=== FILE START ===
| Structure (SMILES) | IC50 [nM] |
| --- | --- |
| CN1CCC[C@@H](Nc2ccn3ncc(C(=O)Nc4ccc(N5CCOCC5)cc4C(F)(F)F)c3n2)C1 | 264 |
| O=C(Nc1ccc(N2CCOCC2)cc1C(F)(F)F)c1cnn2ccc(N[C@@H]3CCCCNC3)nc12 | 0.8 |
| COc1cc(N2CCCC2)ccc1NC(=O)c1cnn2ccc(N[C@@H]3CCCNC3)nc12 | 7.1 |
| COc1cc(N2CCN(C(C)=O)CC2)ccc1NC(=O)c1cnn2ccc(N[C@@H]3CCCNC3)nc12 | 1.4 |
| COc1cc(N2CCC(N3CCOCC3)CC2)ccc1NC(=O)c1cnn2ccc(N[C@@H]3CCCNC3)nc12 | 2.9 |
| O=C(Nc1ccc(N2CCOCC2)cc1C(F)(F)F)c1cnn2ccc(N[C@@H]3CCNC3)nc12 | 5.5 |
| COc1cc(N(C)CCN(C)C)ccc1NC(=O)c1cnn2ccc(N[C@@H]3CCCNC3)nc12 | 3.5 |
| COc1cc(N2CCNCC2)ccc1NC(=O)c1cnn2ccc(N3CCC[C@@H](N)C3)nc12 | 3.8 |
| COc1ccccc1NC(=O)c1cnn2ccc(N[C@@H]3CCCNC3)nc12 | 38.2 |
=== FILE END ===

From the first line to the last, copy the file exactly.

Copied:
| Structure (SMILES) | IC50 [nM] |
| --- | --- |
| CN1CCC[C@@H](Nc2ccn3ncc(C(=O)Nc4ccc(N5CCOCC5)cc4C(F)(F)F)c3n2)C1 | 264 |
| O=C(Nc1ccc(N2CCOCC2)cc1C(F)(F)F)c1cnn2ccc(N[C@@H]3CCCCNC3)nc12 | 0.8 |
| COc1cc(N2CCCC2)ccc1NC(=O)c1cnn2ccc(N[C@@H]3CCCNC3)nc12 | 7.1 |
| COc1cc(N2CCN(C(C)=O)CC2)ccc1NC(=O)c1cnn2ccc(N[C@@H]3CCCNC3)nc12 | 1.4 |
| COc1cc(N2CCC(N3CCOCC3)CC2)ccc1NC(=O)c1cnn2ccc(N[C@@H]3CCCNC3)nc12 | 2.9 |
| O=C(Nc1ccc(N2CCOCC2)cc1C(F)(F)F)c1cnn2ccc(N[C@@H]3CCNC3)nc12 | 5.5 |
| COc1cc(N(C)CCN(C)C)ccc1NC(=O)c1cnn2ccc(N[C@@H]3CCCNC3)nc12 | 3.5 |
| COc1cc(N2CCNCC2)ccc1NC(=O)c1cnn2ccc(N3CCC[C@@H](N)C3)nc12 | 3.8 |
| COc1ccccc1NC(=O)c1cnn2ccc(N[C@@H]3CCCNC3)nc12 | 38.2 |